The operation of your computer is controlled by system software. As you boot the computer, the system software is stored in the computer's memory which instructs the computer to load, store, and execute an application. Examples of system software are Windows 2000 and Windows 2002 which use a graphical user interface (GUI) that provides visual clues (icons) to help the user. DOS, another disk operating system, is text based and not user friendly.

2.2.2. Operating Systems
The operating system controls the input and output or directs the flow of information to and from the CPU. Much of this is done automatically by the system but it is possible to modify and control your system if you need to.

2.2.2.1. Single tasking operating system
It is a type of operating system that used to perform single task at a time. Eg.Ms-dos

2.2.2.2. Multi tasking operating System
It is type of operating system that used to perform more that one task at a time. Eg. Ms-windows

2.2.3. Applications Software
Professional programmers write a variety of application software to satisfy needs of the public who wants to perform specific tasks on their computers. The basic types of application software are word processing, database, spreadsheet, desktop publishing, and communication. Applications programs are programs used for all purposes other than performing operating system chores or writing other programs includes word processors, spreadsheets, statistics packages and graphics programs, airline reservation systems, payroll systems etc.

2.2.4. Languages Software
Programming languages provide various ways of specifying programs for computers to run. Unlike natural languages, programming languages are designed to permit no ambiguity and to be concise. They are purely written languages and are often difficult to read aloud. They are generally either translated into machine language by a compiler or an assembler before being run, or translated directly at run time by an interpreter. Sometimes programs are executed by a hybrid method of the two techniques. There are thousands of different programming languages—some intended to be general purpose, others useful only for highly specialized applications.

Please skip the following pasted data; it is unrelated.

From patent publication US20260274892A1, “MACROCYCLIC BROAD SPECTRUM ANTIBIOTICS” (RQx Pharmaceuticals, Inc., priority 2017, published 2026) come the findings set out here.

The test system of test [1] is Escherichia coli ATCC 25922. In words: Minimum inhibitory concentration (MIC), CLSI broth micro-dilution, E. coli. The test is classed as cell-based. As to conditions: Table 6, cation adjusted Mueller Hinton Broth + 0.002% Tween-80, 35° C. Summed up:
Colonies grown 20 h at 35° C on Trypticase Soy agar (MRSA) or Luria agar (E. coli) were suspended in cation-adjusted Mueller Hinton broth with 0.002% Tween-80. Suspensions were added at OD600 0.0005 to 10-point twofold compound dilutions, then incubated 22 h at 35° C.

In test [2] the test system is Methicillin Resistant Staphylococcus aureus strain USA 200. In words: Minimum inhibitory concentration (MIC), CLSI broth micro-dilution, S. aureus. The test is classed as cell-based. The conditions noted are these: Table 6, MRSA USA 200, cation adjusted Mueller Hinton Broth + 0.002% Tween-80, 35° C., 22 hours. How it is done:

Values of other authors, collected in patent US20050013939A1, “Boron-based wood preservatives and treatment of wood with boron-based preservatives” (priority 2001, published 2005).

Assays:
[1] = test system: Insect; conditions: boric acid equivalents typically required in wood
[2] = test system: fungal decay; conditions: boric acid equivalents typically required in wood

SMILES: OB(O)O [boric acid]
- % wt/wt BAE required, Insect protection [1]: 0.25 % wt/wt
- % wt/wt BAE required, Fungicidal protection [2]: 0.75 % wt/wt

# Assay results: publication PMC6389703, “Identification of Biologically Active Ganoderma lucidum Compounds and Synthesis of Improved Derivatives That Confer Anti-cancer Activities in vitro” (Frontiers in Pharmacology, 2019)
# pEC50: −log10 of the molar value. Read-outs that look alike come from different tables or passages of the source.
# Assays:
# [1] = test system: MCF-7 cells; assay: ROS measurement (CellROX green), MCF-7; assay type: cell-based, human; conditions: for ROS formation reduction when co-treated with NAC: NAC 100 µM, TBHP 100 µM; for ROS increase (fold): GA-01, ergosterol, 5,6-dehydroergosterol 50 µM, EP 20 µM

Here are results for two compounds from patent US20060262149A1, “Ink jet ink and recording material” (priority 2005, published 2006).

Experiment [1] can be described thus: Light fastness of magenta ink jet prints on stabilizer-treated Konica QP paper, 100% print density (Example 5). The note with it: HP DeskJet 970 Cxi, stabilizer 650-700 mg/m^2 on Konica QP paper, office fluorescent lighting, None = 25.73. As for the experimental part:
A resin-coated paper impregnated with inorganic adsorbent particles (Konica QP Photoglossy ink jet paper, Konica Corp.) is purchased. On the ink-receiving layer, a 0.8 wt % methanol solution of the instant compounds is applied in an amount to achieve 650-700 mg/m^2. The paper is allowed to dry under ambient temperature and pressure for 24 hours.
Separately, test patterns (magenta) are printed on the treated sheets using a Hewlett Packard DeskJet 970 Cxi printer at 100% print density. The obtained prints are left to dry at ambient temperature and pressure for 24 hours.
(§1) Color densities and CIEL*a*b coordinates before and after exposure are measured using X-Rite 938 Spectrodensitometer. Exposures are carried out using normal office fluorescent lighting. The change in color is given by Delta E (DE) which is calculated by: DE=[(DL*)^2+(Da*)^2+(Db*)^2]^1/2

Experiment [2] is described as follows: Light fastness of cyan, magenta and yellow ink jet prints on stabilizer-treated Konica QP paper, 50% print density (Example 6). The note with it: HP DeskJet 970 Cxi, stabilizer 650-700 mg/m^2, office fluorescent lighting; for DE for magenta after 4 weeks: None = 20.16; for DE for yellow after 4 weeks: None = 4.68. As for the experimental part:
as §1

3. Computer Network
A Network refers to techniques, physical connections, and computer programs used to link two or more computers. Network users are able to share files, printers, and other resources; send electronic messages; and run programs on other computers.

3.1. Components of a Network Component
A network has three layers of components: Application software Network software Network hardware. Application software consists of computer programs that interface with network users and permit the sharing of information, such as files, graphics, and video, and resources, such as printers and disks. One type of application software is called client-server. Client computers send requests for information or requests to use resources to other computers, called servers that control data and applications. Another type of application software is called peer-to-peer. In a peer-to-peer network, computers send messages and requests directly to one another without a server intermediary. Network software consists of computer programs that establish protocols, or rules, for computers to talk to one another. These protocols are carried out by sending and receiving formatted instructions of data called packets. Protocols make logical connections between network applications, direct the movement of packets through the physical network, and minimize the possibility of collisions between packets sent at the same time. Network hardware is made up of the physical components that connect computers. Two important components are the transmission media that carry the computer's signals, typically on wires or fiber-optic cables, and the network adapter, which accesses the

physical media that link computers, receives packets from network software, and transmits instructions and requests to other computers. Transmitted information is in the form of binary digits, or bits (1s and 0s), which the computer's electronic circuitry can process.

3.2. 3.3.

Types of Network Local Area Network (LAN)

A network covering a small geographic area, like a home, office, or building. Current LANs are most likely to be based on Ethernet technology. For example, a library may have a wired or wireless LAN for users to interconnect local devices (e.g., printers and servers) and to connect to the internet. The defining characteristics of LANs, in contrast to WANs (wide area networks), include their higher data transfer rates, smaller geographic range, and lack of a need for leased telecommunication lines. Current Ethernet or other IEEE 802.3 LAN technologies operate at speeds up to 10 Gbit/s. This is the data transfer rate. IEEE has projects investigating the standardization of 100 Gbit/s, and possibly 40 Gbit.

3.4.

Wide Area Network (WAN)

A WAN is a data communications network that covers a relatively broad geographic area (i.e. one city to another and one country to another country) and that often uses transmission facilities provided by common carriers, such as telephone companies.